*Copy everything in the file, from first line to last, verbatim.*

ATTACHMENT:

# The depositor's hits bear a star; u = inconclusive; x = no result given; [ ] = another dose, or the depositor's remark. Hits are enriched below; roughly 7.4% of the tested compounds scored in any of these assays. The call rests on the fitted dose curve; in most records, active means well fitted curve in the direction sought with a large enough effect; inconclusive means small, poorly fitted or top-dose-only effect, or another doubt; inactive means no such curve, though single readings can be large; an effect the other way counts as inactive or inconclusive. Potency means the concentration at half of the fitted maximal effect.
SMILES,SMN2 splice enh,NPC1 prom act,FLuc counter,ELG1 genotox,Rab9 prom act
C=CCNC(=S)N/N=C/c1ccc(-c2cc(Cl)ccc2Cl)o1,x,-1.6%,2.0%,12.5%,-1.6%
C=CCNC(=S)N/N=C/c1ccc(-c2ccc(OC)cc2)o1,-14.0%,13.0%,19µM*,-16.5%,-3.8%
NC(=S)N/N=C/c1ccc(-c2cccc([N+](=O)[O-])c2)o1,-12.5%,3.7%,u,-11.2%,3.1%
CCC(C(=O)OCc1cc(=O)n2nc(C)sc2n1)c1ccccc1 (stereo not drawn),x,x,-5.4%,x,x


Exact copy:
# The depositor's hits bear a star; u = inconclusive; x = no result given; [ ] = another dose, or the depositor's remark. Hits are enriched below; roughly 7.4% of the tested compounds scored in any of these assays. The call rests on the fitted dose curve; in most records, active means well fitted curve in the direction sought with a large enough effect; inconclusive means small, poorly fitted or top-dose-only effect, or another doubt; inactive means no such curve, though single readings can be large; an effect the other way counts as inactive or inconclusive. Potency means the concentration at half of the fitted maximal effect.
SMILES,SMN2 splice enh,NPC1 prom act,FLuc counter,ELG1 genotox,Rab9 prom act
C=CCNC(=S)N/N=C/c1ccc(-c2cc(Cl)ccc2Cl)o1,x,-1.6%,2.0%,12.5%,-1.6%
C=CCNC(=S)N/N=C/c1ccc(-c2ccc(OC)cc2)o1,-14.0%,13.0%,19µM*,-16.5%,-3.8%
NC(=S)N/N=C/c1ccc(-c2cccc([N+](=O)[O-])c2)o1,-12.5%,3.7%,u,-11.2%,3.1%
CCC(C(=O)OCc1cc(=O)n2nc(C)sc2n1)c1ccccc1 (stereo not drawn),x,x,-5.4%,x,x